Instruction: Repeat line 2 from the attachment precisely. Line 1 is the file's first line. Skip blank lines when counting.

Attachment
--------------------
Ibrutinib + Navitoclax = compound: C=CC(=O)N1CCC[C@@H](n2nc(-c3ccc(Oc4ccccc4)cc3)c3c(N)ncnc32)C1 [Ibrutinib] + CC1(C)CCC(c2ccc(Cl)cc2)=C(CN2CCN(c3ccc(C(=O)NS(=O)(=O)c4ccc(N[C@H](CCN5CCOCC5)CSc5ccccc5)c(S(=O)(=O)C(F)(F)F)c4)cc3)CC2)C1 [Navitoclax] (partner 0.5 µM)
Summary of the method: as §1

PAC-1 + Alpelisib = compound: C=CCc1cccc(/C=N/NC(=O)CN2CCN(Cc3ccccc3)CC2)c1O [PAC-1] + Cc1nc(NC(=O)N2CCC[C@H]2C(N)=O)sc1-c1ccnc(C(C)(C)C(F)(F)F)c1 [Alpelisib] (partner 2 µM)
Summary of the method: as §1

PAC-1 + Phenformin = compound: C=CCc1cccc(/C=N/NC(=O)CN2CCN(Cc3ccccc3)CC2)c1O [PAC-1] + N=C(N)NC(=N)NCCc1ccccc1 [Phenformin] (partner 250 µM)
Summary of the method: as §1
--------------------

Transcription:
Summary of the method: as §1